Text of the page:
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Controlling Moles and Voles in Your Yard or Garden

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Moles and voles can cause significant destruction to your yard and garden, creating raised trails that crisscross all over your once pristine lawn. The rich soil of your well-maintained lawn provides soft ground that moles and voles can easily dig through. This saturated ground also offers an ample food supply of earthworms and grubs that attract these pests to your yard.


Facts About Moles
Moles are insectivores or insect-eating animals that belong to the same family as bats and shrews. They vary in size from four to eight inches and have large paddle-like front feet with prominent claws for digging. They also have elongated heads and snouts, short necks and are usually brown, black or gray. Although they have very tiny eyes and lack external ears, they can detect dark and light.

They live underground and eat earthworms, insects, grubs, and larvae. Moles breed once a year between the late winter and the early spring. The gestation period ranges from two to four weeks, and they typically give birth to a litter of four to six young, who leave the nest roughly four weeks after birth.

Moles tend to make their dens in the areas under buildings, trees, and sidewalks. Their den may consist of multiple chambers that are connected by runways. The deeper passages are used to protect the mole against predators whereas the shallow tunnels are used for hunting.

What are the Signs of Mole Activity?
The most common signs of mole activity in your yard are molehills and raised ridged areas throughout the lawn. When moles tunnel just beneath the surface, they cause ridges to appear in the lawn. Cone-shaped molehills are formed by the dirt that moles excavate as they dig deeper tunnels around their living chambers and den.

What Problems do Moles Cause?
The tunneling that moles do causes unsightly ridges in your yard and can damage the root systems of the turf, causing the raised areas to dry out and die. As for your garden, the tunneling can uproot plants and flowers causing damage to the plant and death of the plant. They can tunnel up to 100 feet daily, so it is important to take immediate action when mole activity is discovered to save your lawn and garden from extensive damage.

Facts about Voles
Voles are rodents and vary in size between three to five inches. There are two types of voles, meadow voles that live above ground and pine voles that live underground.

They eat grasses, tubers, roots, and other various plant material. They also eat bark, underground fungi, seeds, and fruits. Voles can produce four to six litters a year, varying in size from two to five in a litter. Their gestation period is three weeks and they reach maturity at 40 days with a lifespan of up to two years.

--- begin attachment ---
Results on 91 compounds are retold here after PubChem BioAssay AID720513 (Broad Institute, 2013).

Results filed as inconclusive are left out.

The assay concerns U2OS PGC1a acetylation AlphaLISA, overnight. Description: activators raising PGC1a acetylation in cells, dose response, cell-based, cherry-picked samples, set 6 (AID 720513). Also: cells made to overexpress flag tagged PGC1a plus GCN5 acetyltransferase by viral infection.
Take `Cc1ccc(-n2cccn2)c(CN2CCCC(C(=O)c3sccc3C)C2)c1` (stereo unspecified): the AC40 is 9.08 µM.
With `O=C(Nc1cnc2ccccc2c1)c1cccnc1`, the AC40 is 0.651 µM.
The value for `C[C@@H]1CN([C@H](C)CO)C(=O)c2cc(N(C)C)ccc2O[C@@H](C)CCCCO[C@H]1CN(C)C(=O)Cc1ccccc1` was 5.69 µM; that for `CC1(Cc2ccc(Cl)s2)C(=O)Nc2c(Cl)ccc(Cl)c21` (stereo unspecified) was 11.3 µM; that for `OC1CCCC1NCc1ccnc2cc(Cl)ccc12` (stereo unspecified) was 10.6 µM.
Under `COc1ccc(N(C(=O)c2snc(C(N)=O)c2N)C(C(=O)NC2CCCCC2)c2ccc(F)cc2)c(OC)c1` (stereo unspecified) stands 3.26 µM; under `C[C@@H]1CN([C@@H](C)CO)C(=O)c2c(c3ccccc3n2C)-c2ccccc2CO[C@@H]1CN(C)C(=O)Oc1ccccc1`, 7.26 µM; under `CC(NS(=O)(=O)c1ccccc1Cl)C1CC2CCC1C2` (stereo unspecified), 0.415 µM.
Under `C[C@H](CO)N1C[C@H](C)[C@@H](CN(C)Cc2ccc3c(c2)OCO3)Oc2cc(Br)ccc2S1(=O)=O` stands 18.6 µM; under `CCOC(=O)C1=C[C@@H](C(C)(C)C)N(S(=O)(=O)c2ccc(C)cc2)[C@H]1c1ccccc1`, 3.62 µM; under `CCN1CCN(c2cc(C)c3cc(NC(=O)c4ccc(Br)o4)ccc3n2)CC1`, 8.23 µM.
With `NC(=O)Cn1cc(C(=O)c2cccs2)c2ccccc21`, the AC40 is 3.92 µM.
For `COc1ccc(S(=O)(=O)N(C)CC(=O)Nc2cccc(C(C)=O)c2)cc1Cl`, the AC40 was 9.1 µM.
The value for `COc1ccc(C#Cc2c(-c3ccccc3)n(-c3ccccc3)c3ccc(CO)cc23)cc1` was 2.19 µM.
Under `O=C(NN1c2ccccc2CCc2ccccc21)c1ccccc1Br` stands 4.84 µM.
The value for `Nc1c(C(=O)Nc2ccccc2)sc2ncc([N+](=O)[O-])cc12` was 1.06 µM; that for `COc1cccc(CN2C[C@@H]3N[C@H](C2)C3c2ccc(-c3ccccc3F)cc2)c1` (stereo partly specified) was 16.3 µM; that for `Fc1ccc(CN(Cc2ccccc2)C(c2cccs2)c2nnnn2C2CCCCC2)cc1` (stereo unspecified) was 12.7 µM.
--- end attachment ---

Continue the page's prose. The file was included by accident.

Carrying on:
Voles typically spend most of their time in tunnel systems that are one to a few inches below the ground. They prefer underbrush and grassy areas that camouflage their runways and tunnels from predators. Voles will also readily use tunnels that were created by moles.

What are the Signs of Vole Activity?
A common sign of mole activity may include one to two-inch-wide runways on the surface of your lawn. Their burrows can be identified by holes in the lawn or at the base of trees that are surrounded with very short grass with no soil mounding around the opening. Plants that have been eaten by voles will have a pointed tip at the end of the stem.

What Problems do Voles Cause?
Voles can cause damage throughout the year. Voles will eat tubers and roots that are underground, destroying the root structure of the plant and causing the plant to die. When their food supply is short during the winter time, they will also chew along the root collar of small trees and on the bark of shrubs. This can cause severe damage and even death in young trees.

How to Control Moles and Voles in Your Yard or Garden
One way you can reduce your chances of a mole or vole infestation is by making your lawn less attractive to them.

To make your lawn less attractive, try to avoid over watering and over fertilizing. Oversaturated ground allows food sources for these pests to thrive and makes the ground softer, allowing them to tunnel through more easily. You can also use plants and grasses that are drought tolerant and require less watering to help avoid oversaturation.

There are many DIY mole control treatments available to treat for moles and voles, but many of them are not effective. Treatments like grub killers only focus on one food source and may cause moles to create more tunnels in search of food.

Other common store-bought treatments like ultrasonic or vibration devices don’t offer long-term treatment because the voles and moles can eventually become accustomed to the noise. Baiting moles or voles can be effective, but if you lack the proper knowledge of where to place the bait, you risk wasting your time baiting inactive tunnels.

It is important to consider using a professional pest control service to ensure your mole or vole problem is controlled before they can completely destroy your yard or garden.

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